The HIV Justice Network’s new Strategic Plan covers the years 2022-26.
People living with HIV remain firmly at the heart of this strategy, and all our work aims to contribute towards an environment in which people living with HIV can feel safe, more empowered, and able to enjoy our human rights.
However, we also recognise that HIV criminalisation can disproportionately impact people who are either additionally criminalised, or who are otherwise mistreated by discriminatory legal systems – or both and we seek to better understand and proactively address intersectional stigma, discrimination, and criminalisation.
Mindful of the many challenges ahead in removing discriminatory laws, policies, and practices that unjustly regulate, control, or criminalise people living with HIV, in all of our diversities, this Strategic Plan focuses on five specific areas that we, as an organisation, seek to address in the next five years. These also align well with the Global AIDS Strategy 2021-2026 and reflect the 2021 Political Declaration on HIV and AIDS.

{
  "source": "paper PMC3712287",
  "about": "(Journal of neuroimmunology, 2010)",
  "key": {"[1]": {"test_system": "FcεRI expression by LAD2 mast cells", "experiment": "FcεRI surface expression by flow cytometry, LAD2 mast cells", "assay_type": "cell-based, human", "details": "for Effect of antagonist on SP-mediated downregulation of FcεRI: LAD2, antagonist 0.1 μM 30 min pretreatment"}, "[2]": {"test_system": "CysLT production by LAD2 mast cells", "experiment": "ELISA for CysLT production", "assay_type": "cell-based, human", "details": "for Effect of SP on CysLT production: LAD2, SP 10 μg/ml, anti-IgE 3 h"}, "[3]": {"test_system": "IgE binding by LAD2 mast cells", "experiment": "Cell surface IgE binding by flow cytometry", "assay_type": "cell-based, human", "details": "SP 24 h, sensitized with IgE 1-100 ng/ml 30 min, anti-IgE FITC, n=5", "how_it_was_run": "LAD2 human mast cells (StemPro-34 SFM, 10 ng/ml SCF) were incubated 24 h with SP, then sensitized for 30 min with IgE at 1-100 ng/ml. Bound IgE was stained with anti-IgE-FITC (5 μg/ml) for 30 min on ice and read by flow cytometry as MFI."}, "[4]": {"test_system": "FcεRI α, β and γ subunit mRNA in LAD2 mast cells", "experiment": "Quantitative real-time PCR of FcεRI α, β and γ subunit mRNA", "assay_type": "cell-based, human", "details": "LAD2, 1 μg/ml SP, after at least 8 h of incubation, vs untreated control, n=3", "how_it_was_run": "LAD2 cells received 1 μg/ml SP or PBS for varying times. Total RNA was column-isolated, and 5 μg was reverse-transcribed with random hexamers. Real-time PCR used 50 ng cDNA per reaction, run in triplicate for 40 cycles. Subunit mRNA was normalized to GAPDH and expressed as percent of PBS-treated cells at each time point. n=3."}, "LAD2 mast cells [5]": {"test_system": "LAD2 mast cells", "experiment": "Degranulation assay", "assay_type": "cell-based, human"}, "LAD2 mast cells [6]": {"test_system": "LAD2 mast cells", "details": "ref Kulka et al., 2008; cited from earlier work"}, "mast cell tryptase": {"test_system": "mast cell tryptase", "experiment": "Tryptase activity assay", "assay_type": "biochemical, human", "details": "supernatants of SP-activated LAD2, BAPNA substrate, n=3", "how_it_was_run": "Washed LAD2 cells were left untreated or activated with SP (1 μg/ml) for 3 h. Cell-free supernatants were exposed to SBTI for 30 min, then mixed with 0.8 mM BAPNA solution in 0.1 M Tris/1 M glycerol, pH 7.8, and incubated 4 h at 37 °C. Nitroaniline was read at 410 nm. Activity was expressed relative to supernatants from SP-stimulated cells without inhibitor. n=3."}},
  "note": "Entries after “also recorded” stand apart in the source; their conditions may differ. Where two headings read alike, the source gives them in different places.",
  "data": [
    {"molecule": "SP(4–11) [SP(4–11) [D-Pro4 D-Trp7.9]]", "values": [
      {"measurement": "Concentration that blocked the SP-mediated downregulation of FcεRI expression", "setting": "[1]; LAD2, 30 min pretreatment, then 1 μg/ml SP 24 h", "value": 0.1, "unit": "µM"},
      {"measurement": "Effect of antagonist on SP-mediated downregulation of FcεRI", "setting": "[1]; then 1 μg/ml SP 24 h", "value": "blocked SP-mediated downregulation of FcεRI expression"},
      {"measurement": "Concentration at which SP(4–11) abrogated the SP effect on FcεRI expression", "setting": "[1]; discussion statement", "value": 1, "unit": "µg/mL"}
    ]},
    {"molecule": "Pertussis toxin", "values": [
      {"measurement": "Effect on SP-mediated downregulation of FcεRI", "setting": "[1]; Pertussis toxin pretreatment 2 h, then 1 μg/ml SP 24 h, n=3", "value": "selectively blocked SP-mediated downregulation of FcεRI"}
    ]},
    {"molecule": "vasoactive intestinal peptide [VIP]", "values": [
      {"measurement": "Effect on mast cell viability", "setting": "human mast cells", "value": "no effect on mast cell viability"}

We also believe there is significant learning from our work on HIV criminalisation that can be leveraged to support the COVID-19 response and recovery, as well as future pandemic preparedness.
- We want legal reform so that there are fewer unjust HIV-related criminal laws and limited application of other criminal laws to people living with HIV.
- We want to put the ‘justice’ back into the criminal legal system, ensuring that key stakeholders at the front end of the criminal legal system are more aware of standards and norms around HIV and human rights, science, and public health, and treat people living with HIV with dignity.
- We want to change the media narrative so that the stigma and intersecting discrimination that is created by HIV criminalisation and perpetuated through harmful narratives in the media is challenged and reframed.
- We want rights-based public health policies and practices, and seek to ensure greater recognition and awareness that HIV and other communicable diseases such as hepatitis, tuberculosis, and COVID-19, as well as future pandemics, are public health issues, not criminal issues.
- And we want to grow the HIV Justice Movement, by collectively building community solidarity across movements and individual power and agency for all those who are marginalised and under-served.
The Strategic Plan was developed through a two-stage process. A detailed Strategic Review took place between August and November 2020, followed by a strategic planning process between January and April 2021. This process was participatory and inclusive, and involved a range of internal and external stakeholders.
We would like to thank all the individuals and organisations that contributed to the development of this Strategic Plan, as well as the Robert Carr Fund for funding this process, and we look forward to working with all of you in its delivery.